Newspaper Page Text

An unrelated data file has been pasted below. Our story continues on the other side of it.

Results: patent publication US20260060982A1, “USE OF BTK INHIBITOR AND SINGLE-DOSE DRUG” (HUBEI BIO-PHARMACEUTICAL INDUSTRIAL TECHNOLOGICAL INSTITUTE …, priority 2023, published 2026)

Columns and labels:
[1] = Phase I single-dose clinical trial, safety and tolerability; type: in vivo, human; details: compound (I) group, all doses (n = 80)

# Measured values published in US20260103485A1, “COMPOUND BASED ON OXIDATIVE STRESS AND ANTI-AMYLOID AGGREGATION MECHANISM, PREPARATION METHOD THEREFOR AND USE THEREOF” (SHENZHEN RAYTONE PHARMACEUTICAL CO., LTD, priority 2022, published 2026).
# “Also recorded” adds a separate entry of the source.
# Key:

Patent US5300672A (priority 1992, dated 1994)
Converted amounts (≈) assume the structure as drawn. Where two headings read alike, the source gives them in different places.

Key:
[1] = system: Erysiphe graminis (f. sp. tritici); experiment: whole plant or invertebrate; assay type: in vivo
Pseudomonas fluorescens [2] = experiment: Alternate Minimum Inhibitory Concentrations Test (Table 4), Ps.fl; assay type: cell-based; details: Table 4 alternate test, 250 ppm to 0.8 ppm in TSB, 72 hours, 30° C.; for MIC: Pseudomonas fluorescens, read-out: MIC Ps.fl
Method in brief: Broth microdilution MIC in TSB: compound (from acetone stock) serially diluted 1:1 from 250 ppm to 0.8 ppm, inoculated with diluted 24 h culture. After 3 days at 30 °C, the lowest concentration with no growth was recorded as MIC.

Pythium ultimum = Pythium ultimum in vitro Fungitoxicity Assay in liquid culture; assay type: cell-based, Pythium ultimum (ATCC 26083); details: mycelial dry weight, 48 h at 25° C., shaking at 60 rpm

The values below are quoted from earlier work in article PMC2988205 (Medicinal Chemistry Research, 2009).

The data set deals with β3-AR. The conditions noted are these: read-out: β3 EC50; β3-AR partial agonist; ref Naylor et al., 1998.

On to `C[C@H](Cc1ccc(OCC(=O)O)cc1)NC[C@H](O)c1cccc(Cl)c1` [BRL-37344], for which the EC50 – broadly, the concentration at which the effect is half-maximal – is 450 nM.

. ( vol. xxxvit, T>T?TPT?« Hfl l' <lt 1lV r nY carrier NUMBER 307 XlXlKjlli. U\J 'I'jll LFi PER MONTH NEW SYSTEM WILL BE A TIME SAVER, SAYS HUNTINGTON Baron Natalie of Paris with Mag nate to See Pay-as-You- Enter Cars Run Here MOT TO EXTEND CITY LINES Pasadena Cars Will Continue to Come Into City Over Main Street HENRY R. HUNTINGTON re turned to Los Angeles yesterday noon after a three months' visit In the east and at his old home ill i ii.eonta, N. Y. I Mr. Huntington Is himself authority for the statement that he has retired from active business. Therefore his trip east wasn't any more ii vacation trip than is his present visit in the west. Air. Huntington hart as his guest at dinner in the Jonathan club last night Baron Natalie of Tails, who is responsible for the fact that Los An geles soon will have "pay-us-you-enter street cars. . Th.' ban. was with Mr. Huntington Ilh New York when he saw for the first time a car of this description. He didn't like it, and lie said so. "You'll have to come to it. though, retorted the baron, ".mil I hope I'll be there i" see." . Mr. Huntington did '■com., to It," and the baron is here to see. The first of the pay-efts-you-onter cars will make Its appearance about the middle of next month. Tin' work of transforming tin. old cars has proved "somewhat (lower than had been .expected and It will be more tharra year before the new ears are' ready for the entire system. ■> TIME SAVERS "Practically all of the Now York lines are using the-.- ears," laid Mr. Huntington, "and though you wouldn t think so at first, they really are great time savers. Passengers can alight from either end, but can enter only at the rear end. The rear platform will be much larger than at present and the entry way will be divided by a rail, affording one passage for exit purposes and another for entrance. Thus there is no crowding and the car Moth takes on and discharges passengers at the same time, Perhaps that seems a small advantage, but It is not. it will shorten our running time in the bus iness district amazingly." -»: "Bo far as 1 know th»re will be no extensions of any of our lines. No man can afford to build a railroad with only a twenty-one year franchise, and that Is the longest franchise anyone can secure In Los Angeles under present charter restrictions. I know there has been talk about a subway, but trafflo Isn't heavy enough for that yet. "We are Increasing our track facili ties between here and Pasadena, but the cars will continue to come Into the station on Main street. There's no other way out of it. We'd like to build, but the city will not let us. "About all night carat You have them now, haven't you? No? Well, you see, I've retired and I didn't know. You'll have t.i see the general mana ger about that." Mr. Huntington expects to be here two or three months. Then he prob ably will go east again. REPUBLICANS SALAAM TO POO-BAHS OF PARTY With Curry, Ellery and Stanton in the city the Mm* day Republicans were kept busy until lute last night declar ing affiliations and renewing pledges made to one of the three. Curry arrived In Lot Angeles after a trip through the Ban Bernardino dis trict and the citrus belt. Ellery has been here for some. days and Stanton has been In and out of the city, A conference of Republican! last night was attended by Curry, who is credited with hoping to wean away miii of Stanton's adherents. Regarding the proposed conference to be held In Bos Angeles to decide which of the three shall oppose Johnson at the primaries, Curry did not appear en thusiastic. He claims he has sufficient support to* warrant him in proceeding with the campaign, irrespective of what the others do. RALLY TO FLAGS, 'BOYS'! OSLERIZATION LOSES OUT A bas Oslerizatlon. ; Restricting the ago of flagmen to 50 years is not considered necessary by the legislation committee and after carefully considering several recom mendations of the board of public util- itles the committee will recommend" to the council today that the city attorney be inducted to prepare an ordinance regulating street railways, but elim inating I the suggestion that an age limit of 50 years be fixed for flagmen. The recommendations that are to be embodied 111 an ordinance are that the street cars conform to the same speed regulations that other vehicles must follow, not exceeding twelve miles an hour in the congested district nor twenty miles in other parts of the city. Flagmen are to be required at sev eral stations and they must pass the game physical examination that other employes of the operative department are required to take, but no limit is placed on their ages. ■; ■ 7 PLAYWRIGHT'S FATHER DEAD ST. LOUIS, April 25.—Dr. Ellhu B. Thomas, 83 years old, father of Au gustus Thomas, the playwright, died here today. _^_^ . HERMANN IMPROVING ROSEBURG, Ore.,, April 25.—Binger Hermann's • condition tgdav showed some improvement. LOS ANGELES HERALD INDEX OF HERALD'S NEWS TODAY FORECAST For T,os Angeles and vicinity Fair Tues day; light, north wind, changing to south. Maximum temperature yesterday, 7*l de grees. Minimum 1 temperature, SI decrees. LOS ANGELES Doctor Anils hit $f»') Milt on ft pawnshop dummy and causes arrest of cleaner with whom he left Karrnents. PAGE I Hiiiiin Km holds annual housecleanlng; hun dreds bid blindly on trunks and pack- Nwes. PAOB I Twin brothers tnke out marriage licenses, but x<u>- says he is 33 and tho other gives his ago ag IS. , PAC IIS 8 Dert Farmer, census supervisor, plans dras tic action against those who refuse Infor mation to census enumerators. PAOE 3 Good man wanted tot superintendent; ap ply park commission. PAGE 8 Curry, Ellery and Stanton, all Republican aspirants for tho governorship, pass day in Los Angeles. page 1 Polio* commission dismisses Jailer Story, sends two prison keepers to suburbs and reprlmanels two officers for neglect of , wounded prisoner. PAGE 1 Woman Is sworn in as deputy district at torney. PAOB 1 Agnes M. Hendricks sues actress l«aura Bigger to collect Judgment of $60,679 for allantatlon of husband's affections. PAGE 1 Illinois eflocjaty 'wants big crowd at picnic; Buckcrs Invited to work bard, PAGE 8 Charges against member of highway com ■ton of mismanaging, public funds is (lied with board of supervisors, despite heated protest of Supervisor Eldrldge. t . , PAOB » Democrats of county sit up and take notice of bright prospects of victory. PAGE 9 Minister defends football In stirring speech. PAGE 9 Grand Jury to probe case of Gerald Mulr. PAGE 9 Chinese who "discovered" Santa BarLiini on San Francisco bay Is ordered deported. PAGE 9 Hoard of public works obeys council and .asks bide for removing rubbish. PAGE 3 Slayer of wife tries to cud his own life in Jail cell. PACK 1 Paik board lays plan toNllscharge a sus pended man from a Job thai doesn't exist. PAGE 8 Friends of dead nurse claim that Jewelry she had when ambulance took her to county hospital is missing. PAGE 3 News of waterfront. PAGE 7 Citrus fruit report. PAGE 7 Editorial, Letter Box. PAGE M Mania*?.* licenses, birth, deaths. PAGE M Clubs, music. PAGE 10 News of the courts. PAGE 8 Municipal alTalrs. PAGE 8 Markets and financial. ' PAGE 1] Mines and oil fields. PAGE 13 City brevities. PAGE 11 Some men, some women. PAGE 11 In hotel corridors. PAGE 11 Sports. PAOB 8 Automobiles. * PAGE) 7 Classified advertising. PAOE3 14-15 Theaters. PAGE I Society. PAGE 5 SOUTH CALIFORNIA Europe regards America as a nation of braggarts, declares Dr. Benjamin Ids Wheeler, .president of University of "Cali fornia. • .,'. PAOB » I Old Fellows will commemorate founding of order at Long Beach today. PAGE 14 Pasadena glrln energetic boosters for school bond Issue. PAGE 14 j San Bernardino voters decide to retain saloons. ' PAGE 1 Florist sues' clergyman for value of fruit tries; latter will bring counter action. PAGE 14 EASTERN Governor Hughes accept place on United Btates supremo court tench tendered by President Taft. I'Adi: 1 Margaret Swope testifies against Dr. B. .'. Hyde, accused of murdering Colonel ■trope, and battle of sister against sis ter begins. PAOB 1 Five convicts In Colorado penitentiary make break for freedom; two are shot dead, two wounded and guard injured. PAGE 1 Telegraph operator wounded at out-of-way station wires for aid and special tram rescues him. • PAGE 1 j Snow and sleet fall In middle west and southern states; freezing temperatures do lmmeiue damage; cotton crop ln southern states almost ruined. PAGE 2 < Secret service agents say o"eerffe Coleman, known as "Easy Mark from Cambridge," was victim of same men who robbed Wil liam F. Walker. PAGE 2 United States circuit court dismisses seven of fourteen counts In ono Indictment of F. Augustus Ilelnse. PAGE 2 j FOREIGN Only one of Germany's three aerial cruisers returns to Cologne; Zeppelin II Is wrecked at Wellburg. PAGE 3 Prominent aviators will compete in 35(1.0(10 English Derby. !j^2?_B CONVICTS SLAIN IN DASH FOR LIBERTY CANON CITY, Colo., April Two | convicts were killed and two others and a guard were wounded in a des perate attempt of prisoners to escape from the state penitentiary here to night. The dead are Harry Brophy and An drew Johnson. The wounded are John Bradley, W. J. Williams, Cell House Keeper Emery. When Emery threw open the lever of the cell house to admit the prison or chestra at 8:30 tonight Brophy, who had filed a key to his cell, Jumped into the corridor, drew a ; revolver he had concealed in his blankets and shot Emery in the leg, disabling him. Brophy then unlocked the cells of Johnson, Bradley, Williams and John Miller with his Improvised key. ' They then broke out one of the bars of a window that had been sawed nearly through and, using Emery's body as a shield, Brophy and Williams forced their way into the prison yard. They were seen and challenged by a guard on the walls. Brophy fired and the guard returned the fire, shooting Brophy through the head. Johnson at tempted to follow Williams and Brophy through the window and was shot and ! killed by another guard. Williams in the meantime had J reached the shelter of the walls and was lighting the fuse attached to five sticks of dynamite which he had placed against the wall when he was seen by Warden Tynan, who shot him in the leg. Warden Tynan and Guard Russell | then rushed to the cell house, .where they found Bradley hiding In an empty cell with a, bullet wound in the ab domen. Miller was found unhurt in the cell house and locked up. TUESDAY MORNING, APRIL 26, 1910. CHIEF EXECUTIVE OF EMPIRE STATE WILL ACCEPT JUSTICESHIP __> m fl. I «li_ 7__*" i _H t_ nil' __N__ eP_" CHARLES EVANS HUGHES GOV. HUGHES HOPS ON TO BIG BENCH Welcomes Chance to Become As sociate Justice of U. S. Supreme Court WASHINGTON, April 25.—President Taft late today received from Governor Charles E. Hughes of New York a let ter accepting a tendered appointment as an associate Justice of the supreme court of the United States. «, . .. [Five minutes after the letter was handed to the president the nomination of Governor Hughes was on Its way to the senate. That body had adjourned for tho day, however, when the papers reached the capltol, so the senate will not hear officially of the designation of Governor Hughes to succeed the late David J. Brewer until tomorrow.. While it is expected Governor Hughes will be confirmed with little or no de lay. It Is understood here ho will re main as the chief executive of New York until October and will not take Hi. oath of his new office until the fall term of court opens, the second Mon day in that month. That recent dis closures regarding corruption and graft in the New York legislature filled Gov ernor Hughes with disgust and indig nation made him welcome an oppor tunity to sever relations with Repub lican politicians In New York is ad mitted. There has been much speculation ever since it was flrst Intimated Governor Hughes would be tendered a place on tin supreme bench as to whether his appointment would take him out of the fall campaign In New York, where Re publican leaders say he is very sorely needed, President Taft would not discuss this phase of the case today. He has been anxious to secure the best man he could for • the supreme court vacancy, and he feels he has done so. He was much elated over Governor Hughes' ac ceptance and tonight said: "I am very much delighted to secure Governor Hugh* for the bench. He Is a man of wide experience and marked ability and It is a mighty val uable thing to have on the great bench of the supreme court a man of af fairs. Governor Hughes is 48 years old, I think, and even If he should retire at 70 he would have twenty-two years of solid usefulness on the bench." The news of the appointment and ac ceptance of Governor Hughes reached the Justices of the court Just as they were adjourning for the day. All were surprised and pleased. "I am delighted," said Chief Justice Fuller. "A line appointment," said Justice Harlan. , . V "I am delighted to hear it," declared Justice White. ... "Governor Hughes is a man of high character and great ability," was Jus tice McKenna's comment. Justice Lurton , smiled; no longer would he be the newest member of the court. Members of the New York congres sional delegation received with satis faction the news of the appointment. Speaker Cannon declined to comment on tho appointment, but Representa tive Champ Clark said: "It Is a good appointment. Gover nor Hughes is a strong man." GOV. HUGHES 0. K.? NO, SIR! EXCLAIMS WILLIAM J. BRYAN . LINCOLN, Neb., April Comment ing tonight on the appointment of Gov ernor Hughes of New York to the United States supreme court bench, W. J. Bryan declared that while Governor Hughes IS believed by many people to be a reformer, his record does not bear OUt this view. Bryan says tnat Governor Hughes vetoed the bill for the reduction of railroad fares in New York; that he is a close personal friend of Rockefeller; that trusts have contributed largely to his campaign expenses; that he be gan opposing the Income tax after Rockefeller had expressed his opposi tion to it and that he is friendly to large 'corporate interests. Summing up. Bryan says that while Hughes exempH fles the individual virtues and demands honesty in public service, be shows no Indignation at the larger forms of le galized robbery. CAN APPENDED TO JAILER STORY BY POLICE BOARD Turnkeys Who Gave No Care to Wounded Prisoners Made to Walk the Plank TWO KEEPERS ARE REDUCED Commission, Incensed, Severely Reprimands Cell Guards for Brutal Treatment TO the great astonishment of some of them members of tho police department learned last night that the prisoners they arrest and throw ln jail are human beings and should be treated as such. This new idea was flung out by Mayor Alex ander, and to Impress it on their mem ories Jailer C. K. Story was summarily dismissed from the police force. "It was for tho good of the service," said Commissioner Wellborn, and the offi cial added that he meant this in more ways than that Story had been neglect ful ln his duty toward one Mexican prisoner who needed medical attention and did not get it. As a further mark of its disapproval of tho way prisoners h^re been handled ln the Jail the commission ordered Jailer E. N. Sanders assigned to walk a beat and Jailer Albert Boaz to re port to the chief to be assigned to some other duty. Lieutenant Haupt and Sergeant Me- Clure were censured because they did not "butt In" and look out for the In jured prisoner at a time when the com mission thinks they should, and an other new Idea that the mayor pro nounced with much force was that officers should "butt in" when it Is their plain duty to do so. The trouble that brought about these changes ln the police department start ed when Antonio Madero, a Mexican, was arrested by Policeman J. B. Owens at Hollywood. The Mexican had been in a flght and Owens showed him ln his bloody condition to Lieu tenant Haupt and told the lieutenant the man needed medical attention. The lieutenant told him to report the mat ter to Sergeant MeClure. Owens did so and MeClure told him to report it to the Jailor. Both Story and Sanders were In the Jail at the time and both saw tne condition of the Mexican. It was evident medical attention was needed and It did not require that Owens tell them, although he did so. Story had the keys of the Jail and was considered the jailer on duty at the time. The rules require that the jailer must see 'that a prisoner has medical attention. The only defense Story made was that he did not hear Owens say anything about the matter and concluded the prisoner had Just come from the receiving hospital. SHE LIKES DYNAMITE, BUT OH, YOU LEG O' LAMB See What Happened to the Land lady and Her Hungry Boarders NEW YORK. April 25.—When Mrs. Elizabeth Jones, who keeps a boarding house at No. 1467 Broadway. Brooklyn, told her paying guests that there would be a leg of lamb with mint sauce for dinner Sunday they were pleased. It 'happens that Mrs. Jones' boarding house is one of those rare establish ments in which the boarders' tastes agree. The five boarders . said they could hardly wait for Sunday, to come, so anxious were they to partake of the lamb. Seated at the table with anticipatory smiles lighting up their visages the boarders saw the lamb carried ln Sun day night. It was flanked by new po tatoes, new asparagus and other suD sldlary dishes and it looked very tempt ingvery tempting, Indeed. Mrs. Jones lifted a knife daintily and prepared to apportion the delicacy among the hungry boarders. As she held the knife over the lamb the lamb exploded—blew up like a Black Hand I bomb. One of the flying fragments hit | the new white waistcoat one of the | boarders wore for the first time. A j cross section landed on a new spring gown. The rest of lt went all over the place. There was no salvage and Mrs. Jones was distressed beyond ex pression. , She caused the arrest of David Kahn, a butcher of No. 1427 Broadway, from whom she bought the lamb. She told Magistrate Harris Kahn had given her ! the money back and she had given him the wreckage of the lamb. < Magistrate j Harris, who does i not think explosive legs of lamb should be sold, held the butcher In $500 ball for hearing. Poor Mrs. Jones says she has had ex perience with dynamite. Isn't afraid of it and never was, but in the parlance of the street the "leg o' lamb effectual ly got her goat." — « » » 1— SUES LAURA BIGGAR TO COLLECT HEART BALM Agnes M. Hendricks of New York, who recently figured In the public eye as plaintiff in a suit against Laura Biggar, the actress, for the alienation of,her husband's effections and who se cured a judgment against the actress for $50,679, filed suit in the superior court yesterday on a complaint on judgment, alleging the amount never had been paid. The judgment awarding the plaintiff the damages was sustained by the su preme court of New York state, and she proposes to force the I once well known actress to pay the amount. WRONGDOERS BEWARE WOMAN PROSECUTOR My-7y rr. ■;..-. .. 777 . z-xxlyX 'XxlUxx. I L-~"" j**rn___mii' fn 3**"we^Mh? ,_. MRS. CLARA SHORTRIDGE FOLTZ SAN BERNARDINO VOTERS BOYCOTT WATER WAGON Saloonists Celebrate Victory by Closing Up Shops—Business Men Win Fight SAN BERNARDINO. April 25.—The "wets" of San Bernardino won a sweep ing victory today when by a majority of 465 votes the city cast Its lot against prohibition and defeated the proposed ordinance that would have closed the saloons. Each of the five wards of the city re turned a majority for the "wets." The total majority exceeded by 150 votes the estimate of the saloon men's campaign ers. Out of the 2506 votes, the largest number ever polled in an election in the city, 1464 were cast for the "wets" and 999 for the "drys." Not even after the polls closed at 6 o'clock did the "drys" concede defeat. The "wets" at that hour claimed vic tory by a majority of about 800, conced ing twO of the largest wards In the city slightly dry. In the supposed strong holds of the prohibitionists the vote went against them. ' ' San Bernardino now remains the only "wet" city for a radius of many miles. Almost as a unit the business men of the city stood for the continuation of the present policy of licensing saloons, and without a doubt it was their in fluence that won the fight for the liquor Interests. Their views were given to the public in published interviews. The eighteen saloons of the city tonight, in stead of joyously celebrating the vic tory, are discreetly remaining closed. The detailed vote Is: First-ward, 172 wet, 71 dry; Second, 247 wet/198 dry; Third, 367 wet, 160 dry; Fourth, 278 wet, 243 dry; Fifth, 400 wet, 327 dry. SLAYER OF WIFE TRIES TO END HIS OWN LIFE In a desperate fight with Patrolman Craig, In the upper tank of the city Jail early yesterday morning, Ernest Wirth, who stamped out his wife's brains Friday in the Travers house, Fifth and Crocker streets, was over come and prevented from carrying out a carefully planned plot to end his life. After his arrest Wirth boasted he would end his life in the jail. For this reason a patrolman has been in con stant watch before his cell night and day. His feet have been chained to his bed and his hands bound in cuffs. Wirth had been feigning Illness and receiving medical attention from the police surgeons. On the pretext that he wished to go to the tcilet room his leg Irons and cuffs were removed. Ac companied by Patrolman Craig he started along the hallway, apparently In a weakened condition. '■"'7">'- With a sudden spring ho jumped from Craig and sprang to the top of the toilet room. Then he dived head first, Intending to dash out his brains on the concrete floor. atrolman Craig caught the man be fore he struck the floor. A fierce fight followed, and the scuffle attracted the attention of Jailor Boaz. It was with difficulty that Wirth was overcome by the two men, led back to his cell and securely bound. As a result of his at tempts to end his life, and as three patrolmen were detailed to guard the prisoner, his preliminary hearing, orig inally set for Thursday, was changed to 11 o'clock this morning. . l . ,'-. IT'S TRUE! DENVER COPS OVERLOOK EASY MONEY DENVER, April 25.—More than a thousand dollars' worth of jewelry re mained unnoticed in a patrol box in the heart of Denver from Saturday un tlll today, although the box: is visited forty times dally by patrolmen. The police believe the loot was hidden by a man arrested Saturday and held at the patrol box waiting for the wagon. CrYplll r!OPTTT!S'' daily 2e. ON TRAINS Be. Qli> \JI 1 Jill \jKJLIIIikS. SUNDAY Be. ON TRAINS 10c MRS. FOLTZ SWORN IN BY DISTRICT ATTORNEY First of Her Sex to Be So Hon ored—Her Career Re markable Los Angeles has a woman deputy district attorney, and her name is Clara I Shortrldge Foltz. The honor of being the first of her sex in California to be 1 numbered among public prosecutors was conferred on Mrs. Foltz yesterday morning when she appeared in the su pervisors' room accompanied by Dis trict Attorney John D. Fredericks, and took the oath of office. Well may the brigands of the Cala basas hills retreat within their lairs, for .Mrs. Foltz. besides- being a lawyer of recognized acumen, is an orator of no mean ability and once convinced a Jury of twelve males that a woman had a perfect right to go through her hus band's pockets and confiscate the bank roll. Consider the really great women of history. From the doughty Elizabeth of' England, whose navies scoured the seas In all quarters of the globe, whose firm hand maintained her kingdom in tact against the attempted Inroads of the war lords of Europe, back to the amorous Cleopatra, who played Jokes on her Roman lovers while.she ruled with a strong hand her millions of Egyptian serfs, there hardly appears a woman recognized as great whose crowning glory was not a shock of auburn hair. , '■'",' And such is the crown under which walks Clara Shortrldge Foltz, attorney, apostle forensic of woman's rights, Idol of the club women of Los Angeles, member of the bar of California and of New York, the first woman lawyer ln the United States to receive such rec ognition of ability. IS DISTINGUISHED WOMAN But Mrs. Foltz Is distinguished far moro by her warm-hearted and genial personality, her dee-lighted smile and her enthusiastic ambition to remove the discriminations practiced against her sex than she is by the hair into which she sticks her hatpins. It was merely mentioned because, finding it Impossible to choose which of her many estimable qualities to present first, lt was convenient to begin at th? top. Thrown on her own resources by the death of her husband, with two small daughters to support, Mrs. Foltz com menced the study of law, undeterred by the fact that women were not al lowed to practice before the California courts, and by her own efforts induced the legislature to amend the consti tution of the state. Later she was suc cessful, through the courts, in forcing the Hastings College of Law In San Francisco to accept woman students, and was herself the first student. Later she was admitted to practice in the courts of New York and has been the subject of innumerable stories In newspapers in all parts of the United States in connection with the revision of laws pertaining to the rights of women. "It has been the one great ambition of my life." said Mr. Foltz yesterday, "to make the arrival of justice more certain for more persons who come un der the displeasure of the powers that be through fortuitous circumstances, and my one hobby has been the estab lishment of public defenders, to assist the state's attorneys in securing jus tice for supposed criminals. "While many persons regard the dis trict attorney's office as an Institution bound to furnish a culprit for every crime committed in their jurisdiction, I feel that no conscientious and able attorney who carefully Investigated the cases which he prosecutes could be a party to the prosecution of an inno cent person, and I regard the position which has been conferred upon me as a high honor indeed." Mrs. Foltz, who is a member of the state board of charities and correc tions, will be a delegate to the national conference of charities and corrections to be held in St. Louis on May 18, 19 and 20, and probably will not appear In court in her official capacity before her return on May 25. As her duties in her new position will Involve only cases concerning women and children, Mrs. Foltz will retain her present of fice and will continue her civil practice. C^, CENTS SISTERS BATTLE WITH LIFE OF DR. HYDE AS STAKE Margaret Swope, Scarcely Con valescent, Testifies as Mrs. Hyde Aids Defense GENTRY TAKES OWN MEDICINE Druggist Who Made the Tonic for Col. Swope Tries to Show It is Harmless [Associated Press! KANSAS CITY, April 25.—Sister bat tled against sister in the Hyde murder trial hero today. From the witness stand Miss Margaret Swope, whom it is charged ln three counts of an Indictment Dr. B. C. Hyde attempt ed to poison, testified for the state. Sha told a straightforward though some what stilted story of her illness and of the typhoid epidemic in the Swope home. Behind Dr. Hyde's attorneys sat Miss Swope's slater, Mrs. Hyde, directing the light on her sister's testimony. At torneys frequently consulted her dur ing the cross examination of the girl. Seated where she.could look directly Into the eyes of tho witness Mrs. Lo gan O. Swope sat and watched the duel of witnesses. Her sympathy was with the younger girl—the mother's witness against a disliked son-in-law. But, al though her sympathy was not with her older daughter, Mrs. Swope noticed Mrs. Hyde's every action. One moment Mrs. Swope would smile encouragingly on her younger daughter and then she would gaze steadily at Mrs. Hyde, her face set with an expres sion of grim determination. It seemed almost certain when Mar garet Swope walked down the aisle of the courtroom today to take the wit ness chair she was going to stop and recognize Mrs. Hyde. She walked within a few feet of Mrs. Hyde, fal tered slightly, peered anxiously at her, and passed on. Mrs. Hyde apparent ly did not see her little sister falter The spectators did, however, and there was a busy craning of necks to get a good look at the two when they saw each other for the flrst time in months. STILL WEAK FKOM ILLNESS Testifying was an uphill battle for Miss Swope, who is still weak from the effects of typhoid. Her nerves are unstrung. The rapid fire questioning of the attorneys disconcerted her at times, but her testimony in the main was un shaken on cross examination. The best feature of the day was her story about how Dr. Hyde came to her room while the lights were burning low one night and In the semi-darkness gave her a hypodermic. The physician walked Into the room, announced he would give a hypodermic, rolled up her sleeve. Inserted the needle and left, she said. Dr. Twyman was in charge of the case at the time. The state contends the injection was of pus germs and not camphorated oil, as Dr. Hyde claimed. When court convened the cross ex amination of Miss Houlihan, one of the nurses called to the Swope home, as resumed. The defense secured sev eral admissions of considerable Import ance. Miss Houlihan admitted that she had been reprimanded by Dr. Hyde for failure to give Margaret Swope her medicine at the right time. She admitted, also, that Chrlsman Swope suffered from hallucinations during his illness. She told of giving Chrlsman Swope a capsule on the or der of Dr. Hyde and testified that a convulsion followed. An attempt was made to show that Miss Houlihan dis liked Dr. Hyde and had quarreled with him, but this the witness denied. Miss Margaret Swope took the wit ness stand at 11:45 o'clock. She is 21 years old. Dr. Hyde and his wife leaned forward eagerly and listened In tently to her testimony. "It was almost dark ln the room," she said in a low and faltering, voice. "My nurse was away. Dr. Hyde came Into my room and, coming to my bed side, quid he was going to give me a hypodermic. He took my arm and rolled up my sleeve. I drew away aa soon as "the needle entered my arm. Ho gave me an Injection and then left the room." CONVULSION FOLLOWS OAPSULB On the morning of December 18, the day upon which Dr. Hyde Is accused In an Indictment of having poisoned Miss Swope with strychnine, she was feeling strong and much better, she said. ■ ■;• ■ "Hyde came to my room and looked over my medicine," she continued. "A little later Miss Houlihan gave me a capsule. My convulsion followed." Shortly after Miss Swope'B convul sion, the trouble arose which led to Dr. Hyde's being banished from the house. "How did you progress after this day?" she was asked. "I Improved rapidly," she replied. "Did you ever hear Dr. Hyde say any thing aoout your uncle, Thomas Swope's, chances for getting well?" • "Yes; on the day he died I heard Dr. Hyde say he never would get well." Taking up the subject of Jordan, the herb man, Mr. Brewster for the de fense, brought out that the "yard" remedies were almost constantly in the Swope house. Mr. Brewster tried to learn from the witness just when Chrlsman Swope took the last of Jordan's remedies. She said she could not remember. Reverting to Dr. Hyde taking distill ed water to the Swope house, Mr. Brewster asked the witness if she re called the physician suggesting that all of the family should not use the water from the cistern. She said she did not. Mr. Brewster then read from the grand jury notes, showing she had so testified. Miss Elizabeth Gordon, a nurse, fol lowed Miss Swope on the stand. Miss Gordon was summoned to the Swope home on December 4 by Dr. Hyde. He told her, she testlfed, that there was sickness In the house which appeared to be typhoid epidemic and he did not know but It had Its origin in a cistern on the property. Chrlsman and Margaret Swope and Miss Nora Bell Dickson, a seamstress, were ill at that time. None of them appeared to be ln a serious condition, said Miss Gor don.